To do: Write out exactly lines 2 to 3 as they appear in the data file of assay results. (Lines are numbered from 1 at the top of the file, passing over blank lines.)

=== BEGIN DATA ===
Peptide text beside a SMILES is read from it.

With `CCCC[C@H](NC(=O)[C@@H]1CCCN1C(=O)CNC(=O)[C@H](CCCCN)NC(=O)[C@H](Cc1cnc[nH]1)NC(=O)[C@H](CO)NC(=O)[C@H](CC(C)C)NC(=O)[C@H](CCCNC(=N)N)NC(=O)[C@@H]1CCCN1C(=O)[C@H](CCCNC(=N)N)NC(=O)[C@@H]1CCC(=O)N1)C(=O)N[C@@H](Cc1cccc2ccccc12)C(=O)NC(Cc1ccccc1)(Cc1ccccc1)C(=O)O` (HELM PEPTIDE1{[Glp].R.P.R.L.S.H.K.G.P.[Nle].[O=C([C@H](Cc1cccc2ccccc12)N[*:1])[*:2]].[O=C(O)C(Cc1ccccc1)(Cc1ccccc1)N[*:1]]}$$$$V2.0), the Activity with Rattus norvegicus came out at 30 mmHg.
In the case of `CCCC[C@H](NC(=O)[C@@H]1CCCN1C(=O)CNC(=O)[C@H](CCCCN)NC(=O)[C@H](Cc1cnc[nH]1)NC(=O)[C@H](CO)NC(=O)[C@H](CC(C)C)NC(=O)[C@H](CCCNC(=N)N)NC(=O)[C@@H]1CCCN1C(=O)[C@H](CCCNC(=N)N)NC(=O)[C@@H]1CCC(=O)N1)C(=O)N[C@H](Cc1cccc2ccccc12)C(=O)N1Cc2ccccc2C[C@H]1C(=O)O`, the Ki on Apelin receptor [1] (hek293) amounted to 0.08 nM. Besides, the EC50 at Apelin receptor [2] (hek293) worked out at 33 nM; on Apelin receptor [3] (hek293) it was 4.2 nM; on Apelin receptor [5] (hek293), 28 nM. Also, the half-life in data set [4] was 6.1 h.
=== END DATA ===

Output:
With `CCCC[C@H](NC(=O)[C@@H]1CCCN1C(=O)CNC(=O)[C@H](CCCCN)NC(=O)[C@H](Cc1cnc[nH]1)NC(=O)[C@H](CO)NC(=O)[C@H](CC(C)C)NC(=O)[C@H](CCCNC(=N)N)NC(=O)[C@@H]1CCCN1C(=O)[C@H](CCCNC(=N)N)NC(=O)[C@@H]1CCC(=O)N1)C(=O)N[C@@H](Cc1cccc2ccccc12)C(=O)NC(Cc1ccccc1)(Cc1ccccc1)C(=O)O` (HELM PEPTIDE1{[Glp].R.P.R.L.S.H.K.G.P.[Nle].[O=C([C@H](Cc1cccc2ccccc12)N[*:1])[*:2]].[O=C(O)C(Cc1ccccc1)(Cc1ccccc1)N[*:1]]}$$$$V2.0), the Activity with Rattus norvegicus came out at 30 mmHg.
In the case of `CCCC[C@H](NC(=O)[C@@H]1CCCN1C(=O)CNC(=O)[C@H](CCCCN)NC(=O)[C@H](Cc1cnc[nH]1)NC(=O)[C@H](CO)NC(=O)[C@H](CC(C)C)NC(=O)[C@H](CCCNC(=N)N)NC(=O)[C@@H]1CCCN1C(=O)[C@H](CCCNC(=N)N)NC(=O)[C@@H]1CCC(=O)N1)C(=O)N[C@H](Cc1cccc2ccccc12)C(=O)N1Cc2ccccc2C[C@H]1C(=O)O`, the Ki on Apelin receptor [1] (hek293) amounted to 0.08 nM. Besides, the EC50 at Apelin receptor [2] (hek293) worked out at 33 nM; on Apelin receptor [3] (hek293) it was 4.2 nM; on Apelin receptor [5] (hek293), 28 nM. Also, the half-life in data set [4] was 6.1 h.